Now to Him who is able to protect you from stumbling and to make you stand in the presence of His glory, blame- less and with great joy to the only God our Savior, through Jesus Christ our Lord, be glory, majesty, power, and authority before all time, now and forever. Amen. (vv. 20–25)

The impact of the passage is so clear. Grow up so I can reach out. Reach out so I can grow up. These two activities are linked, never to be separated. When we live like this, then we can fully understand the beauty Jude describes in verses 24–25. Growth and mission are the twin crucibles that God brings us through to make us look like Jesus. He is totally able and willing to shape our lives so we can stand in the gospel’s power. And when we do, it brings great joy—to us, and more importantly, to Him, the only God our Savior.

Today, take great joy in the gift of God’s Word.


Let me encourage you to get a copy of Philip’s book and dig through his work on how the spiritual disciplines engage our personal faith into God’s public mission.

Jesus Was Born … Where?

Picture1Where was Jesus born? In a stable? In a cave? In a house? We know where Jesus was not born. He was not born in the inn—because it was already full.

The Greek word Luke used for “inn” is kataluma. Luke actually used this word twice in his Gospel. The first is in the story of Jesus’ birth. We might expect to find the second in the story of the good Samaritan, who “brought him [the injured man] to an inn, and took care of him” (Luke 10:34, HCSB, emphasis added). Luke, however, does not use kataluma in the story of the good Samaritan. Instead, he used the Greek word pandocheion, which also translates “inn.” Kataluma has as its root a word that means to loosen or untie, as in to open the satchel that would hold a traveler’s clothes. Pandocheion comes from two Greek words that mean to receive all. A pandocheion was always a stand-alone inn or caravansary (as in the good Samaritan story). Akataluma could be a stand-alone inn or lodging space—or, it could be connected to a house. This brings us to Luke’s second use of kataluma.

The second time Luke used the word kataluma was when Jesus instructed His disciples to go to the city to make preparation for the Last Supper: “Tell the owner of the house, ‘The Teacher asks you, “Where is the guest room [Greek, kataluma] where I can eat the Passover with My disciples?” ’” (22:11, HCSB).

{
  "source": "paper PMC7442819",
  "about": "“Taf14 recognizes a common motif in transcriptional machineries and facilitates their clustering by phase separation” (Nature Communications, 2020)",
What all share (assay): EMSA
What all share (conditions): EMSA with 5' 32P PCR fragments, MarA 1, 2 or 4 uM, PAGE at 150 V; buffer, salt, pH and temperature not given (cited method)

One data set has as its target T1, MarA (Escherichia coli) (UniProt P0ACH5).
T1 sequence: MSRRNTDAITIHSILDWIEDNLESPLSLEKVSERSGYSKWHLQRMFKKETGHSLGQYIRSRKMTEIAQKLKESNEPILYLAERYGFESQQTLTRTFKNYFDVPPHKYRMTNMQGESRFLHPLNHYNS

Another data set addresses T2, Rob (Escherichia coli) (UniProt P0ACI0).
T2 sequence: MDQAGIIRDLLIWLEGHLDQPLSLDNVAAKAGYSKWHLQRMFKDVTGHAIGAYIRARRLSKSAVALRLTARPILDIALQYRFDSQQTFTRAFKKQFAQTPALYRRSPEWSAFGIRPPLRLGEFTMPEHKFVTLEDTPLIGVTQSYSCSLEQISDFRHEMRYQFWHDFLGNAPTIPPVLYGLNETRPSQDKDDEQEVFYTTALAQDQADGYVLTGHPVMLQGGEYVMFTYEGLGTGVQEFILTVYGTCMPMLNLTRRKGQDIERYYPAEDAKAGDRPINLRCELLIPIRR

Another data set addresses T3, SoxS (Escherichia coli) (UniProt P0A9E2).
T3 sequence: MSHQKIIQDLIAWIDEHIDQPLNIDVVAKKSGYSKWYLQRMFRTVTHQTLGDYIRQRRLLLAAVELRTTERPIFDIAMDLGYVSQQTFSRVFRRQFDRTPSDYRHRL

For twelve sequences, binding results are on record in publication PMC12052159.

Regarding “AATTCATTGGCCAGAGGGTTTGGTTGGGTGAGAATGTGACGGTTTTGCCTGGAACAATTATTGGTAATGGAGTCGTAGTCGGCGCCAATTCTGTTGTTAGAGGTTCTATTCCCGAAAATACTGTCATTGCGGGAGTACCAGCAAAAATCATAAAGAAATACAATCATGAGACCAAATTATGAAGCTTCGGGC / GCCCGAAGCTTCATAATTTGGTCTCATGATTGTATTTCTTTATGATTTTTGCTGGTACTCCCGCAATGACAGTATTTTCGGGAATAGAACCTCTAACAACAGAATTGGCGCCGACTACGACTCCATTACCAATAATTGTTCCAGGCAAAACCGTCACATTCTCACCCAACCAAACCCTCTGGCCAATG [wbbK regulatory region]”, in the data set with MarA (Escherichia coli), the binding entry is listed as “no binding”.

manger-350x350In the first century, many people lived in one-room houses, typically with a separate area for the animals to stay overnight for their safety and protection. The feeding trough would have been in the family’s living quarters, either elevated or separated from the animals by a wall. If there were a wall, it would have had a hole through which the animals would stick their heads to eat (see artist’s rendering). Sometimes the houses were built at a cave, which the owners could also use to accommodate the animals over night.

Some of the more affluent families, however, lived in larger homes with an adjoining room they used for guests and entertaining. In such a room Jesus and His disciples celebrated their last Passover together. Unlike the family’s living quarters, guests could visit or sleep in this additional room (kataluma) and not be bothered with the sounds (and smells!) of the animals.

This possibility fits the nativity story. If this was indeed the case, Mary and Joseph came to Bethlehem and planned to stay in the home of a well-to-do friend or relative, one whose house had a guest room. By the time they arrived, however, the guest room (the kataluma) was already full of guests. So, Mary and Joseph stayed in the family’s living quarters, adjacent to where the animals slept. When her baby was born, Mary laid Him in the feeding trough, right there in the family’s home.

So, was Jesus born in a stable? In a cave? In a house? Was the kataluma a stand-alone inn or the guest quarters of a large home? The reality is, we don’t know. Our lack of knowledge is a reminder that the real emphasis of the story is not where Jesus was born but the fact that He was born. “The Word became flesh and took up residence among us” (John 1:14). For that, we, like the angels, proclaim: “Glory to God in the highest heaven!” (Luke 2:14).

005075109This article originally appeared in Biblical Illustrator (Winter 2011-12). Let me give a shameless plug because I love this magazine.  Click here to learn more and see a sample.